To Loving Blackness

wp-15868977527578121173895212821404.jpg

During the time of Coronavirus I  took the opportunity to attend  an online Buddhist Seminar entitled : In the Footsteps of Thich Nhat Hanh. I consider Thich Nhat Hanh to be my guru. It was a five day summit, but since I was stuck at home I had plenty of time to attend. On the second day of the summit, at the end of the day, there was a short video that featured the writer bell hooks. Now bell hooks would be just about the last person in the world I would ever expect to encounter at a Buddhist seminar. Not there is any thing wrong with bell hooks. I like bell hooks. I know bell hooks. I’ve read several of her books and I have tremendous respect for her. I met her once in Philadelphia at a lecture she gave at the Free Library. I brought a book along with me for her to sign after the lecture, which she graciously did. When it came my turn I stood before her and smiled at her and told her that we shared the same name and that we both were from Kentucky. She liked that. She autographed my book with the following inscription: “To Loving Blackness.”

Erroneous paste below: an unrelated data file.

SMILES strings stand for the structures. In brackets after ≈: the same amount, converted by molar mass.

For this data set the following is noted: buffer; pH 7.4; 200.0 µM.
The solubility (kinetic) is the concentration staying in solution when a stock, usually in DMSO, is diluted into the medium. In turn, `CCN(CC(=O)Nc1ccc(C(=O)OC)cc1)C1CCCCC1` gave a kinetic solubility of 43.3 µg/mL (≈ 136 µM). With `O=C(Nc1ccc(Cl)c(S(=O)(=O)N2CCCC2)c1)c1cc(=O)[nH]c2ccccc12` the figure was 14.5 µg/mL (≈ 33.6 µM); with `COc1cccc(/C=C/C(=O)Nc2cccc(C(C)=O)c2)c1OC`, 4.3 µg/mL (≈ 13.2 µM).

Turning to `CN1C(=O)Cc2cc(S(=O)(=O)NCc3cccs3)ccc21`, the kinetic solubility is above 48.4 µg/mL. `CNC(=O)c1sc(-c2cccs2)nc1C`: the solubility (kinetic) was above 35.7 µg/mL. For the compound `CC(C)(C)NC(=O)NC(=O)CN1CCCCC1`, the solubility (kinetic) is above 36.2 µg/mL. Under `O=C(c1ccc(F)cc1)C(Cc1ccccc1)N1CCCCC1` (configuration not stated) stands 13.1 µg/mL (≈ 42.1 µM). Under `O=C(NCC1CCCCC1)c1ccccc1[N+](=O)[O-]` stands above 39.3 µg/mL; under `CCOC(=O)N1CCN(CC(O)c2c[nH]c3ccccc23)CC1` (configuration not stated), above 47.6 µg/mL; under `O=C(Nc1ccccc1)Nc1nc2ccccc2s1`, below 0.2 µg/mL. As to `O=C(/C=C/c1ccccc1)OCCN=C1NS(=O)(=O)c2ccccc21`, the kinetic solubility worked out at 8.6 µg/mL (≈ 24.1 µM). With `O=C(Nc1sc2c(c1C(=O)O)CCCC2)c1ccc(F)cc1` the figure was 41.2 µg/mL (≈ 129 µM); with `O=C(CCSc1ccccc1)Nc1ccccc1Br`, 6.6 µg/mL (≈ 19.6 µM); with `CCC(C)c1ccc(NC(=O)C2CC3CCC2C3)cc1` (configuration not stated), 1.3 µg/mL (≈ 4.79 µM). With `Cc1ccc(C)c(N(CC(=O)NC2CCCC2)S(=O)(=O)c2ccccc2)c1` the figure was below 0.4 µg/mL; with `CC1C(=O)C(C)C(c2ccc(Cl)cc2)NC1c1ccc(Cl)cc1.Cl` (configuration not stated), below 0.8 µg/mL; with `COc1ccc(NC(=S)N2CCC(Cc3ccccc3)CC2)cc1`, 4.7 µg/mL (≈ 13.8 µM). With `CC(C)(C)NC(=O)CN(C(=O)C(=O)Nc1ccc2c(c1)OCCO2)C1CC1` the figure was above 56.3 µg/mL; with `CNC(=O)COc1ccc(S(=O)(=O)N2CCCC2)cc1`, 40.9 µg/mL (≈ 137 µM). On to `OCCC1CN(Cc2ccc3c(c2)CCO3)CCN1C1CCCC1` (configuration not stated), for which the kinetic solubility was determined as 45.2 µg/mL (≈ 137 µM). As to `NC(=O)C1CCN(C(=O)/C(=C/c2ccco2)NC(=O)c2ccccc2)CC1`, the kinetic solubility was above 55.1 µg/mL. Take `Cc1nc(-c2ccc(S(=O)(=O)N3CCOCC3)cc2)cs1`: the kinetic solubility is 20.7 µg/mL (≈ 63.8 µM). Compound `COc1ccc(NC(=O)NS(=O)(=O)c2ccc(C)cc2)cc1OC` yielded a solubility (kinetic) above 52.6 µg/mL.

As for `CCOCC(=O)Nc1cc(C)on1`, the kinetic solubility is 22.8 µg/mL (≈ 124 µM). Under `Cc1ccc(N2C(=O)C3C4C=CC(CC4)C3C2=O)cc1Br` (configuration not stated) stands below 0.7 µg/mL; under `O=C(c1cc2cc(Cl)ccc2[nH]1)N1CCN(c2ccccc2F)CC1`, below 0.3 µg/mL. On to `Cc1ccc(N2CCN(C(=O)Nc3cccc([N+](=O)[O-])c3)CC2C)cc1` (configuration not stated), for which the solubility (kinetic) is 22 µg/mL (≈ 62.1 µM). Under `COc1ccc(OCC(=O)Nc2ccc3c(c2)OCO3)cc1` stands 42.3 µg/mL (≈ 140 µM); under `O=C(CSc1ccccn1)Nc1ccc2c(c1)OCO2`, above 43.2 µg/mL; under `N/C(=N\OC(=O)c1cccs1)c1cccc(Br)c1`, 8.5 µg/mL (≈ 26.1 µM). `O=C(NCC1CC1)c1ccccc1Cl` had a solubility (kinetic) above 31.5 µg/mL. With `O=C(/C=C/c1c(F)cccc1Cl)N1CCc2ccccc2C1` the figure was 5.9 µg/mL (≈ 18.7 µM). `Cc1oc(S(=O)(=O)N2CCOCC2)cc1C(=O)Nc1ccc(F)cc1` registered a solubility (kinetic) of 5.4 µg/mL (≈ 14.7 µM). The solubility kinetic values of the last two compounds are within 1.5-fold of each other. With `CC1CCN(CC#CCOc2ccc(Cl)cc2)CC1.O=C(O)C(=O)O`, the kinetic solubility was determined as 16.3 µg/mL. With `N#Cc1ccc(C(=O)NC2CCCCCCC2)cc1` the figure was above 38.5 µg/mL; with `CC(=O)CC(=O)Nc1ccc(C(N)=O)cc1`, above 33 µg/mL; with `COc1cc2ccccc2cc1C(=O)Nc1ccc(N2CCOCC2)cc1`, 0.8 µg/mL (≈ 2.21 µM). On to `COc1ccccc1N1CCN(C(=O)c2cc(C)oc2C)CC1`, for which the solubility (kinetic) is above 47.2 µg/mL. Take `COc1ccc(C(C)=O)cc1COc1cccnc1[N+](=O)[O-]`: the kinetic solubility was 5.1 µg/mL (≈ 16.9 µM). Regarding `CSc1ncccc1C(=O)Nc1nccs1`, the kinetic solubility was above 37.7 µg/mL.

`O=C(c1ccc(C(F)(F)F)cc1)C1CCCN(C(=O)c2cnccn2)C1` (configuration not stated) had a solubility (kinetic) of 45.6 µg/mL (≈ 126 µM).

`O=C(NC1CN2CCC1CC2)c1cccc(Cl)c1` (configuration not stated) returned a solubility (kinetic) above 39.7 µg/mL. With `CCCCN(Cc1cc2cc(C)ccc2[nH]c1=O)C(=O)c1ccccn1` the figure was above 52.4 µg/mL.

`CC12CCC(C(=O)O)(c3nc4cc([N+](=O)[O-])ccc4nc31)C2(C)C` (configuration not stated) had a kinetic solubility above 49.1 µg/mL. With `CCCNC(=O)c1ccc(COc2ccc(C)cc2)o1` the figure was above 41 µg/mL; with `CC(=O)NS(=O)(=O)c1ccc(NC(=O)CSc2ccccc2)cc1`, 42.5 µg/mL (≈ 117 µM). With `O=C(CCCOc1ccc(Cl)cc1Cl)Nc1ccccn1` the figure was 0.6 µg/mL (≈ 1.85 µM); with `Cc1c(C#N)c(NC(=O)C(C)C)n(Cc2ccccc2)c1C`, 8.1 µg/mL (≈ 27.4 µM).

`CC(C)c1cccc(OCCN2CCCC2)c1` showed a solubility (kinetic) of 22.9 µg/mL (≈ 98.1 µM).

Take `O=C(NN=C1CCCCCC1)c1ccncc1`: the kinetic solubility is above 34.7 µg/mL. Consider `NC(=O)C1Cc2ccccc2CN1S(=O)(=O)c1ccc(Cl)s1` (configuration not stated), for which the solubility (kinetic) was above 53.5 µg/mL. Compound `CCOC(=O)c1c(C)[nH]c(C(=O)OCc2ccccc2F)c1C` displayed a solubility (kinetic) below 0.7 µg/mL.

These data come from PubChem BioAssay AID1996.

wp-15868977849824859128850211451159.jpg

It was an evening  I would not forget. Bell hooks is a woman with a fierce intellect and strong opinions and she is a woman who is full of rage.  She would be the first person to admit that. So, it was not without a little bit of surprise to run across this video of her at the summit. In the video she describes her encounter with Thich Nhat Hanh. She described how she was a little apprehensive about meeting the zen master.  She told him when she met him that she was filled with rage. He met that rage with loving kindness. He said that was OK. Hold onto your rage and use it for compost for your garden. Well, at moment, she had a little aha experience. And she was able to transform her anger, and that was the point of the video. Perfect!

Suchness

The Nature of Reality

25499624395_42005e9942_o(1)

Reality cannot be expressed by conceptual knowledge or by written and spoken language. A  person who has never tasted a mango cannot know its taste, no matter what and how many words someone uses to describe the experience. We can only grasp reality through direct experience.

The nature of all things is unconditioned and can be called “suchness,” or “Tathata.” Suchness is the nature of all things. From suchness the lotus arises. You and I arise from suchness. We can call someone who arises from  suchnessa a tathagata , or one who thus comes.

 

Teaching is from Old Path White Clouds by Thich Nhat Hanh,  Photograph by my me.